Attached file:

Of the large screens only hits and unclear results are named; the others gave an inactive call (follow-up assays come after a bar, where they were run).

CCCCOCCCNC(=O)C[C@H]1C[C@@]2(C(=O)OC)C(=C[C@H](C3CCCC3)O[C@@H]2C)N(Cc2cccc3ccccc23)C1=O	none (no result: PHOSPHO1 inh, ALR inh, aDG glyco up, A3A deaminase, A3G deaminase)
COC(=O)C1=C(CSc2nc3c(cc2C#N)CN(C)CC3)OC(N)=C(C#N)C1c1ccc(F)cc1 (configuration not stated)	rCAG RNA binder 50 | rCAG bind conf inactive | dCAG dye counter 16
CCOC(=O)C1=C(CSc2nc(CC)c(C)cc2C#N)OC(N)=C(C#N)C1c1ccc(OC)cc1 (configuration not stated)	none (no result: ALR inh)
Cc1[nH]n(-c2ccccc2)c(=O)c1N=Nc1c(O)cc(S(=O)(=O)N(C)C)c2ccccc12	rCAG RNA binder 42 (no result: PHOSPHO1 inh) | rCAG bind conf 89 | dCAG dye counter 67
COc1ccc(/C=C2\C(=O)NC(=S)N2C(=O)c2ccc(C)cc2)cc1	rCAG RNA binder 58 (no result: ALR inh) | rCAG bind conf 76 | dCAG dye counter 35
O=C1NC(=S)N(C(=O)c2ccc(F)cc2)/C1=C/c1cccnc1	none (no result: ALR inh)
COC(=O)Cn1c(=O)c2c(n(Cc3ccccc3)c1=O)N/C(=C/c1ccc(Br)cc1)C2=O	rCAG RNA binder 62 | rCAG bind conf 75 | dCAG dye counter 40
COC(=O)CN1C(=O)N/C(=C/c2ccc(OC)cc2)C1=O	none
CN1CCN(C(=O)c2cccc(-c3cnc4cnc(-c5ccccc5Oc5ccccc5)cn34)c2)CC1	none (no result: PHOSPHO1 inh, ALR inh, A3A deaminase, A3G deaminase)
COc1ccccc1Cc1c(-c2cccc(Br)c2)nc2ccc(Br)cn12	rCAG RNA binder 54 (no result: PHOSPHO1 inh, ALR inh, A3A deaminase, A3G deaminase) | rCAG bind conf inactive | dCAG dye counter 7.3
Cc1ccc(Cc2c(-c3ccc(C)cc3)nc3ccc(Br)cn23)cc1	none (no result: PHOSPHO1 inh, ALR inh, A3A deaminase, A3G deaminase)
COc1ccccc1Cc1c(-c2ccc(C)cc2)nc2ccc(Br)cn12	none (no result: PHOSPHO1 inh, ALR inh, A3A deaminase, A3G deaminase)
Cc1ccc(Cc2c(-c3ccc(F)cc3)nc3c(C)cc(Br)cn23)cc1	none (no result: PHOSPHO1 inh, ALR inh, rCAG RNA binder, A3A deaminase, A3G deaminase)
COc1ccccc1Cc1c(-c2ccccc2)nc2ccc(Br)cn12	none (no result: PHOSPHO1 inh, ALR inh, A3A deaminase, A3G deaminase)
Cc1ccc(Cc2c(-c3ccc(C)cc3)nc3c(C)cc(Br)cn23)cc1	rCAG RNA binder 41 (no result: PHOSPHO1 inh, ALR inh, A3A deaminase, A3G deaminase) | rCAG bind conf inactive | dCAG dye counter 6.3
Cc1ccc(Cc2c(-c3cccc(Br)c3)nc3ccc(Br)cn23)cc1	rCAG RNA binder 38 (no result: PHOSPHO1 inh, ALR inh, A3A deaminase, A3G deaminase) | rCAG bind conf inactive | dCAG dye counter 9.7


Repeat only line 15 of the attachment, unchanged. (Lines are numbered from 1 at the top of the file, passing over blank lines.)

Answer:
COc1ccccc1Cc1c(-c2ccccc2)nc2ccc(Br)cn12	none (no result: PHOSPHO1 inh, ALR inh, A3A deaminase, A3G deaminase)